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Theatre Under the Stars readies for 2023 season

The Prom and Roald Dahl’s Matilda to hit Malkin Bowl stage
Malkin Bowl was built in 1934 with a design reminiscent of the then 12-year-old Hollywood Bowl

Outdoor theatre is set to take place this summer at Stanley Park’s Malkin Bowl thanks to the non-profit Theatre Under the Stars Musical Society (TUTS) producing a 2023 season that includes The Prom and Roald Dahl’s Matilda.

Tickets cost between $30 and $65 each, with early-bird ticket buyers getting $10 off for each ticket purchased before June 20.

The two productions are scheduled to run on alternate nights between July 6 through Aug. 26, except for a brief interlude between Aug. 11 and Aug. 13.

TUTS leases Malkin Bowl from the Vancouver Park Board and its sponsorship deal with the Beedie Group allows the real estate developer to use the site for its Aug. 12 corporate party. TUTS also rents Malkin Bowl to event producers outside of its summer theatre performances.

“We pack up both shows, Beedie has its party and then we set it all up again and we keep on going,” TUTS’ board president Patrick Roberge told BIV this afternoon to explain the break in the TUTS summer schedule.

Remax is the arts organization’s season sponsor, while partner sponsors include Beedie, Cast and Crew Canada, Stanley’s Bar & Grill , Internex International Exchange, Church and State Wines and Peak Cellars.

“We don't have a lot of corporate partners, and we would like more because the majority of our [revenue] ­– more than 90 per cent ­– comes from ticket patrons,” Roberge said. 

TUTS launched in 1940 and has put on outdoor theatre performances at Malkin Bowl each summer through to 2020, when the COVID-19 pandemic forced it to cancel its 2020 and 2021 seasons. 

“We had probably one of our most successful seasons last year, which was fantastic because we were very worried about it,” Roberge said. “Last year wasn't a surplus but we definitely met all our financial targets.”

Corporate sponsors have so far ensured that the organization does not have debt, Roberge added.

TUTS’ annual budget tends to be in the $1.5 million range, with costs including its annual lease for Malkin Bowl, staff and payment to between 30 and 50 professionals who help produce the shows. 

Those paid contractors include set designers, costume providers, musicians and directors. Most actors are amateur although the society pays some actors who are in lead roles, explained Roberge, whose role is unpaid.

“The premise of TUTS is to be an amateur theatre company, and we produce it in a professional environment with professional directors and designers, so the amateur performers have a full professional experience,” he said.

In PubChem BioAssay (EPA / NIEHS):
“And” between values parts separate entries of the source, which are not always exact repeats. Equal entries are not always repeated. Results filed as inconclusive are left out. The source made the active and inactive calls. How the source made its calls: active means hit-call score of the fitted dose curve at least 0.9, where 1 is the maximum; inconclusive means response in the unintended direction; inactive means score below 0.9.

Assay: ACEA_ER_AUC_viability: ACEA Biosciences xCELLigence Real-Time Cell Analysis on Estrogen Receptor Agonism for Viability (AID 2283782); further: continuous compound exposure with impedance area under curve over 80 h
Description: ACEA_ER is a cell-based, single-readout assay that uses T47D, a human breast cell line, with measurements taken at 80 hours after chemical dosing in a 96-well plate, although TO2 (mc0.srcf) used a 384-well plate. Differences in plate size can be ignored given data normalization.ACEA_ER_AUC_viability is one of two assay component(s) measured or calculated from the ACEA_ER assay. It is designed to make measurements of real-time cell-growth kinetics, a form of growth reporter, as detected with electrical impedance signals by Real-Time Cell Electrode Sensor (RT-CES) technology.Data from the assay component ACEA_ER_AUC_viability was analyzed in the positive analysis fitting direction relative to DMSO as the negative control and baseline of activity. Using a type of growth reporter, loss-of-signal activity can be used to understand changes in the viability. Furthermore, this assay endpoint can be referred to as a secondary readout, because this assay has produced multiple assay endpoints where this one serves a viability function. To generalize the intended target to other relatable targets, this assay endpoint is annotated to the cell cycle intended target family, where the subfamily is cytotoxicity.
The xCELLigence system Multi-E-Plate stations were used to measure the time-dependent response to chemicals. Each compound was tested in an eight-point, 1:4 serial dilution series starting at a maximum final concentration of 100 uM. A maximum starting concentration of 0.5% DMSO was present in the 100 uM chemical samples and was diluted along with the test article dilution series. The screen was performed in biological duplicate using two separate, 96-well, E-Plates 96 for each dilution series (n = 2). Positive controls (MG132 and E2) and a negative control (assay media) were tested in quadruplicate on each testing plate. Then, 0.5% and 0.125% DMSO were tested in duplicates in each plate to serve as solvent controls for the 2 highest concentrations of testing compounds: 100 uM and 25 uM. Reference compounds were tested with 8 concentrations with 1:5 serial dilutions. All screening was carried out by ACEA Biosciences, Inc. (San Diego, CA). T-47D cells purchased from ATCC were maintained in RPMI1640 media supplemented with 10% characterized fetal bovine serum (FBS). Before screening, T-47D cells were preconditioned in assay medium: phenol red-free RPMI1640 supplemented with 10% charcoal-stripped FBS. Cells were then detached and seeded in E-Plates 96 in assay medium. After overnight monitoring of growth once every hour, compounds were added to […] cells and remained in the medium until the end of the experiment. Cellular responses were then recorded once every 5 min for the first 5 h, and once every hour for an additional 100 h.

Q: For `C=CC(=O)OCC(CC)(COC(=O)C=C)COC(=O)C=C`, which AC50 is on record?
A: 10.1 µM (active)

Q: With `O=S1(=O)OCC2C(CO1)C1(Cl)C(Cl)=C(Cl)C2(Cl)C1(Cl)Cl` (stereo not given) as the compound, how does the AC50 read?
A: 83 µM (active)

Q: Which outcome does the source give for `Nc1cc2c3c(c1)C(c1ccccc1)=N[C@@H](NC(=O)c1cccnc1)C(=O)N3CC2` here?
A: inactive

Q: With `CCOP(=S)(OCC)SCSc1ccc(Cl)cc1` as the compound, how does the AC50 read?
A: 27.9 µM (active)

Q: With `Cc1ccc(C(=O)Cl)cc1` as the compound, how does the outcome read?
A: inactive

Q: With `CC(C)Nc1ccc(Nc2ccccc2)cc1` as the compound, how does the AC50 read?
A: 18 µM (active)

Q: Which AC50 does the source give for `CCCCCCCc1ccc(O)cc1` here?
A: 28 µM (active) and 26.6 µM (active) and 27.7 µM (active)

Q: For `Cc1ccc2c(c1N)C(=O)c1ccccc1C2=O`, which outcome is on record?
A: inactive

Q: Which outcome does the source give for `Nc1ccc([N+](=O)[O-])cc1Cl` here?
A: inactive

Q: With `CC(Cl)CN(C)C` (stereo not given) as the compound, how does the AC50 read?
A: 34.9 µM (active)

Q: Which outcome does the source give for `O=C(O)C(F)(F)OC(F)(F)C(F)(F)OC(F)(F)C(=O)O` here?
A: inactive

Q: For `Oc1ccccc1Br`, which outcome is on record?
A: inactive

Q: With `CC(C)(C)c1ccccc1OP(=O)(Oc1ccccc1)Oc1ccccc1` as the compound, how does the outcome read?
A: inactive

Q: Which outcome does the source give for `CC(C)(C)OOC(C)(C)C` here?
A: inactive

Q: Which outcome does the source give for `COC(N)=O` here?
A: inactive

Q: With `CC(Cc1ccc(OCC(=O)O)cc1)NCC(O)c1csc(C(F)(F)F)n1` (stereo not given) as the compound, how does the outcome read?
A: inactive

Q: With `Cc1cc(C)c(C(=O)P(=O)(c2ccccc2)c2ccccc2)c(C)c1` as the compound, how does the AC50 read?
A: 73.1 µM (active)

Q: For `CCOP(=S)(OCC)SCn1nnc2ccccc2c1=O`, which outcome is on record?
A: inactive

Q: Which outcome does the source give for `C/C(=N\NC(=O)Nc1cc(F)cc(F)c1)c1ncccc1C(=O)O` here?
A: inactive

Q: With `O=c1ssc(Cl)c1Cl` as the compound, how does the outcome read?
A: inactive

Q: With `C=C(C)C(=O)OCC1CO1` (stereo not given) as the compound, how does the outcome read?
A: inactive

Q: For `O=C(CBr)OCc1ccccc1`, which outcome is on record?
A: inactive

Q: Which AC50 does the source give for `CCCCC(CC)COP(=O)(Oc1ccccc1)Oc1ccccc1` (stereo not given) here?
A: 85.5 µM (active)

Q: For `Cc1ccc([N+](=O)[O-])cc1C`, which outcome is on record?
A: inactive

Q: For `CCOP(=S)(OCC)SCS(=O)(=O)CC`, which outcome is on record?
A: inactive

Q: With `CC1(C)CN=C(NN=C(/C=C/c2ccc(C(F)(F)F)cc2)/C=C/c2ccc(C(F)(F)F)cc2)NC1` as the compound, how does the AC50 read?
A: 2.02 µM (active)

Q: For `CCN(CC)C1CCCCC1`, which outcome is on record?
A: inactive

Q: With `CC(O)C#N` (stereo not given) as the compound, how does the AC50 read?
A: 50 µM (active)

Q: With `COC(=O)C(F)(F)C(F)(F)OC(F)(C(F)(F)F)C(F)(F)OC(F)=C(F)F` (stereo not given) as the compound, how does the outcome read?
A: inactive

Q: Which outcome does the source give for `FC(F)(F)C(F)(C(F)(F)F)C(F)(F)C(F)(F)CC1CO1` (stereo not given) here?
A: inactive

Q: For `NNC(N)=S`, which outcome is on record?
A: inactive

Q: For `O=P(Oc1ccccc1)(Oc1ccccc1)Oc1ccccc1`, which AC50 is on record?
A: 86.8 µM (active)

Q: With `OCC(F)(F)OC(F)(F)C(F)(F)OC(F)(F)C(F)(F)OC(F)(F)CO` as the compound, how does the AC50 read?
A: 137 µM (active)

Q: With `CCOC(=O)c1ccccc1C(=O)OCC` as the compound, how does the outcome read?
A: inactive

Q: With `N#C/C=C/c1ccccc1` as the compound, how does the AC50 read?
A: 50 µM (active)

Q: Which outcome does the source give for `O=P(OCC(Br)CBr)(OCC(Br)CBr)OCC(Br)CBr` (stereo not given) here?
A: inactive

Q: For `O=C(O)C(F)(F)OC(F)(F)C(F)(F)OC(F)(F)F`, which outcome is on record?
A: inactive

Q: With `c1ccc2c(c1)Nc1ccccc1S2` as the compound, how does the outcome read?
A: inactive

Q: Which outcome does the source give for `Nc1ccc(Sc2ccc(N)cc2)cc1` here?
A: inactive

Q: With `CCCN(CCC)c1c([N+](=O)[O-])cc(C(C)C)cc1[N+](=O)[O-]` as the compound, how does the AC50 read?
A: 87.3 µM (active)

Part of the attraction for theatregoers is the venue. 

Malkin Bowl was built in 1934 with a design inspired by the much larger outdoor Hollywood Bowl amphitheatre in the Hollywood Hills, which was built 12 years earlier.

Roberge said capacity for TUTS shows is about 1,000 including spots for some people to sit on a grassy slope on the western side of the site. 

Theatregoers are encouraged to bring picnic dinners to eat before the show, and there are some benches inside the site. 

“This is part of the Hollywood Bowl tradition where you picnic before the show,” Roberge said. “If you're going to see a concert, maybe Elton John or someone, you have a picnic out in the gardens of the Hollywood Bowl, and then you go in and see the show. That's really how Malkin Bowl was imagined when it was built.”

Mosquito repellant is sold at the site but Roberge urges visitors to lather up before they arrive, and to bring blankets.

Malkin Bowl is licensed, and visitors are not allowed to bring in their own drinks. 

The non-profit society generates royalties from food and beverage sales at on-site food kiosks, Roberge said. 

The two productions this year were chosen in part because of their popularity, with both first having successful theatre runs before being turned into Netflix movies.

The Prom is set at a small-town high school. Four down-on-their-luck Broadway actors are desperate to improve their public image so they search for a high-profile charitable cause to support. They find Emma – a high school senior whose prom has been cancelled because she planned to attend with her girlfriend.

Roald Dahl’s Matilda is set in a small English village, where a precocious five-year-old girl with a lively imagination is ignored at home by her parents and bullied at school by her headmistress. She uses surprising magical powers to help reclaim her life. 

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